Then there were the commodities being grown in the colonial enclaves – rubber, tea, cocoa, tobacco, sugar. By the late 1800s, rubber (indigenous to the Amazon forests), was being grown on plantations in the “French Congo” and the “Belgian Congo”. Palm oil and cocoa were being grown commercially in west and central Africa. Sugar cane plantations had been established in South Africa and the African coastal islands. Copper (vital to the electricity industry) was being extracted from northern Rhodesia, and gold and diamonds from South Africa. All of these commodities were pretty much headed for Europe and the US.

This whole colonial economic system was systematised by the “scramble for Africa”, events that established the historical case to place imperialism at the economic centre of the 2IR.

By the 1880s, 80% of Africa remained under traditional and local control, but the colonial demand for African raw materials was growing. To “preempt conflicts that might lead to war”, the Berlin Conference of 1884 to 1885 was convened. The countries represented were “the global industrial nexus”, and others with economic interests in Africa. It is notable that the overwhelming content of the declaration signed at the conference is about “free trade” for the colonial powers in Africa. It declares freedom of navigation “for the merchant ships of all nations equally” of the Congo River (Article 13) and Niger River (Article 26), and a “free trade zone” stretching eastwards from the Congo Basin to the Indian Ocean (Article 1.3).

Of course, what happened then, almost before the ink of the signatories had dried, is that the colonial powers divvied up virtually the whole of Africa between them. Belgium, France, Germany, Britain, Italy and Portugal all acquired new colonies. The US and the Swedish-Norwegian Union achieved their strategic interest of giving the agreement “a commercial definition, as opposed to a geographical one”, in the opening up of free trade on the Congo and Niger rivers.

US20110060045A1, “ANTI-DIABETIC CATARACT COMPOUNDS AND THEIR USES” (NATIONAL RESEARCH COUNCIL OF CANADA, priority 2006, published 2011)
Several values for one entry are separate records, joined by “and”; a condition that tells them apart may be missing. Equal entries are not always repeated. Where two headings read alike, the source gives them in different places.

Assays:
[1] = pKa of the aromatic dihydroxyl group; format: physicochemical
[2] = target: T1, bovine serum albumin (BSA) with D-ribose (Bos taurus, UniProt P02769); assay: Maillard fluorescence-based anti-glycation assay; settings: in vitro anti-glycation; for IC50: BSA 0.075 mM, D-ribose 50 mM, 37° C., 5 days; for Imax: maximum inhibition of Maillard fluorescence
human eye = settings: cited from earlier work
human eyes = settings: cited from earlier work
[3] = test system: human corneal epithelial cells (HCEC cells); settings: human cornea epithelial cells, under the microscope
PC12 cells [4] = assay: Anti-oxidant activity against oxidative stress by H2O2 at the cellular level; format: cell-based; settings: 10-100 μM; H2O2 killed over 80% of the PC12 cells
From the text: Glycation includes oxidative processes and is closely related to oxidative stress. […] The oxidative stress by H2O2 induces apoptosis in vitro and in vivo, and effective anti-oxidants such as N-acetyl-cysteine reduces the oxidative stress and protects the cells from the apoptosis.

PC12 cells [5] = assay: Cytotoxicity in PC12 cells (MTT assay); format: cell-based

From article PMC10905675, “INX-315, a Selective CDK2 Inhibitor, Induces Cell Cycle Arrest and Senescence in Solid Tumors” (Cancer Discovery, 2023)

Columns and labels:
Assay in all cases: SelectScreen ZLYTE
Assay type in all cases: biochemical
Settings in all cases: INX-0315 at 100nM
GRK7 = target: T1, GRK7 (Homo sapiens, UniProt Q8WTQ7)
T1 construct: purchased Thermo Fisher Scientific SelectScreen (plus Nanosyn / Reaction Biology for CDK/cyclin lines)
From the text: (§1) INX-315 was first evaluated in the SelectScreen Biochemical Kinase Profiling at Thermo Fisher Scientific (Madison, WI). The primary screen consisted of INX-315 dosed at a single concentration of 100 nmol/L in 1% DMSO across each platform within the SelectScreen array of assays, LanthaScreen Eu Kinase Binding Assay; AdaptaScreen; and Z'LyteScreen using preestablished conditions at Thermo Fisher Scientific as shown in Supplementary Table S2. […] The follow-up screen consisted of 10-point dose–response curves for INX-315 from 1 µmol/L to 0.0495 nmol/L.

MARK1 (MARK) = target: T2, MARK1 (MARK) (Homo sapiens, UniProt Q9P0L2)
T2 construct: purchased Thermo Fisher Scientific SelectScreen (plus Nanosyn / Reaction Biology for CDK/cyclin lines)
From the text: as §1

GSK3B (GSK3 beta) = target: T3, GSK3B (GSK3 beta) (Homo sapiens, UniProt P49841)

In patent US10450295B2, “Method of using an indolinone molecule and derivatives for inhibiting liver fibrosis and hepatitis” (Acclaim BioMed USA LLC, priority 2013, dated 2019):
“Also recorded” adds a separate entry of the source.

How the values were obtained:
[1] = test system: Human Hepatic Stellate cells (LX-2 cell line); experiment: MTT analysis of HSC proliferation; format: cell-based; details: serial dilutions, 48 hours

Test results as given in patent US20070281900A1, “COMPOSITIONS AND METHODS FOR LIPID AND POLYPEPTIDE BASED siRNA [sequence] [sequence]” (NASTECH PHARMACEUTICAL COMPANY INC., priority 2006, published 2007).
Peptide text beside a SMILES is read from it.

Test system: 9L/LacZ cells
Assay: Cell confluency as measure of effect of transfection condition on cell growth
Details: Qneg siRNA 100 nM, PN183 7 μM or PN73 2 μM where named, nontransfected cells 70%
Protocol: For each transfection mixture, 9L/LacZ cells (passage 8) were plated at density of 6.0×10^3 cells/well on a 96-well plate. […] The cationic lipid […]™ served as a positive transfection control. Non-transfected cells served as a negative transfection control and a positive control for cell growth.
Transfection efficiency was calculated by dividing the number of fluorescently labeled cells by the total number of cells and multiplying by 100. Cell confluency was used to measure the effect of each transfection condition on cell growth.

The delegates in Berlin drew the future boundaries of Africa, and paid scant attention to Africa, or Africans. Their political map of Africa was a mishmash of rivers and straight lines that divided Africa up into 50 arbitrary colonies, with little in common with the indigenous cultures and regions of the continent. The Berlin Conference established imperialism in Africa, and the agreement that it reached was a central legal mechanism of the 2IR.

The dominant experience of most African countries in the Third Industrial Revolution (3IR) has been that of increasing socioeconomic marginalisation. Whether by Western offshoring, or onshoring back to automated factories, or simply by discarding the people and places “no longer considered valuable, even if they are still physically there” (as Manuel Castells puts it), the worldwide economic tendencies of the past 50 years have not been kind to Africa. The world economy has globalised, which is a phenomenon quite different from the expanses of the British empire in the 1IR, or the international colonial order of the 2IR.